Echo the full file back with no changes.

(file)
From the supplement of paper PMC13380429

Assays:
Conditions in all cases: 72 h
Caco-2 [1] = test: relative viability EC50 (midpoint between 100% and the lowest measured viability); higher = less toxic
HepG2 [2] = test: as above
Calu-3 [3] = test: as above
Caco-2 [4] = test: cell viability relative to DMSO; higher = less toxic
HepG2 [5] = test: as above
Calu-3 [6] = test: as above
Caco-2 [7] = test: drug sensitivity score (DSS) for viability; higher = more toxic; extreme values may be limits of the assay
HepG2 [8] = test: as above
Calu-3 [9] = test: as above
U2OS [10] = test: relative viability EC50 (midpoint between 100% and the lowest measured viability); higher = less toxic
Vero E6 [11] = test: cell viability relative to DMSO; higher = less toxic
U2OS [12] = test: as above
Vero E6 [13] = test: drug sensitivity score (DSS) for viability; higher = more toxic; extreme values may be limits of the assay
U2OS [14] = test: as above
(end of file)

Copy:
From the supplement of paper PMC13380429

Assays:
Conditions in all cases: 72 h
Caco-2 [1] = test: relative viability EC50 (midpoint between 100% and the lowest measured viability); higher = less toxic
HepG2 [2] = test: as above
Calu-3 [3] = test: as above
Caco-2 [4] = test: cell viability relative to DMSO; higher = less toxic
HepG2 [5] = test: as above
Calu-3 [6] = test: as above
Caco-2 [7] = test: drug sensitivity score (DSS) for viability; higher = more toxic; extreme values may be limits of the assay
HepG2 [8] = test: as above
Calu-3 [9] = test: as above
U2OS [10] = test: relative viability EC50 (midpoint between 100% and the lowest measured viability); higher = less toxic
Vero E6 [11] = test: cell viability relative to DMSO; higher = less toxic
U2OS [12] = test: as above
Vero E6 [13] = test: drug sensitivity score (DSS) for viability; higher = more toxic; extreme values may be limits of the assay
U2OS [14] = test: as above